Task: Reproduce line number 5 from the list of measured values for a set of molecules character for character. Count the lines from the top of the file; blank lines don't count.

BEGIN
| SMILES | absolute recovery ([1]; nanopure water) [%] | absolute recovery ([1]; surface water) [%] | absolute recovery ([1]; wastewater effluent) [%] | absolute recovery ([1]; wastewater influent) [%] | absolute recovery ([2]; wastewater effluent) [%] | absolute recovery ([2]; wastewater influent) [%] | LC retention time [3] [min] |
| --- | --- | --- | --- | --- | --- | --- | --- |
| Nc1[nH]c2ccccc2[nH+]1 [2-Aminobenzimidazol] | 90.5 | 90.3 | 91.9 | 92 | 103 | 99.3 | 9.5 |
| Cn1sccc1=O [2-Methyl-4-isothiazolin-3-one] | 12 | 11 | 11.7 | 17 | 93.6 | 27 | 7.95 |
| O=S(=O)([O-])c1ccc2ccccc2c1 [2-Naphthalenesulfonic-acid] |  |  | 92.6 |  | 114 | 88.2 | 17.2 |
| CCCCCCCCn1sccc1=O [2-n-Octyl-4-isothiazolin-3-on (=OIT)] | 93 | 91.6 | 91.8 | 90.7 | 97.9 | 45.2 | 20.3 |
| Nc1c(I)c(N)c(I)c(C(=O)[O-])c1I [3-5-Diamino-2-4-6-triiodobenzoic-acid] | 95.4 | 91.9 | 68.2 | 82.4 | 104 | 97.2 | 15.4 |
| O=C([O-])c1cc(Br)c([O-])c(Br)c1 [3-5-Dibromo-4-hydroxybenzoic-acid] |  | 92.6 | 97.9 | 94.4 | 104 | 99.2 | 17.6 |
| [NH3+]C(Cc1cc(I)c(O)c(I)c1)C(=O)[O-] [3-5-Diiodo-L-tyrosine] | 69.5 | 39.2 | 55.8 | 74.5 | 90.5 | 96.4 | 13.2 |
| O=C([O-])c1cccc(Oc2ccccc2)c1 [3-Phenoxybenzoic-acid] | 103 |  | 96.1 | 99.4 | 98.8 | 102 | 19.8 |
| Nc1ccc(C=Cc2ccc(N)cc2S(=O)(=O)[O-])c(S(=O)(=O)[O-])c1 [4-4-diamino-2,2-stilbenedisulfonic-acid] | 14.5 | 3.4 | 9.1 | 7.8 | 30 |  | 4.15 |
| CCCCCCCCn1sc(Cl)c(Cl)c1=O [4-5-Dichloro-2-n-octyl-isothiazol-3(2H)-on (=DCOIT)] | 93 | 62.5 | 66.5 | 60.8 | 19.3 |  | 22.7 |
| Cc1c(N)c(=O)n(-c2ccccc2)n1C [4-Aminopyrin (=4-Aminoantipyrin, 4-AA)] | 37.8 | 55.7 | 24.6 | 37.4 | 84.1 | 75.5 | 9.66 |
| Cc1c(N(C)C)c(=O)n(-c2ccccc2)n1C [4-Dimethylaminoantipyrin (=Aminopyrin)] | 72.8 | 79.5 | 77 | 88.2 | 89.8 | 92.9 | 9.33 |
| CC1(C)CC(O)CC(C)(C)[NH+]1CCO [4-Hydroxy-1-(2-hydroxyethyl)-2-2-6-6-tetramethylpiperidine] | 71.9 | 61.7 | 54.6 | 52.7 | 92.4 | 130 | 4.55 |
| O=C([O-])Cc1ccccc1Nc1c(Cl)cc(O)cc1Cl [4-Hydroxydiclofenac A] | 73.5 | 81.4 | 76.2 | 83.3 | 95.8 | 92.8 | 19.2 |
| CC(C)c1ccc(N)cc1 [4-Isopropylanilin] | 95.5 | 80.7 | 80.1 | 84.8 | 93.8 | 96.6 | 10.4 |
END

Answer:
| O=S(=O)([O-])c1ccc2ccccc2c1 [2-Naphthalenesulfonic-acid] |  |  | 92.6 |  | 114 | 88.2 | 17.2 |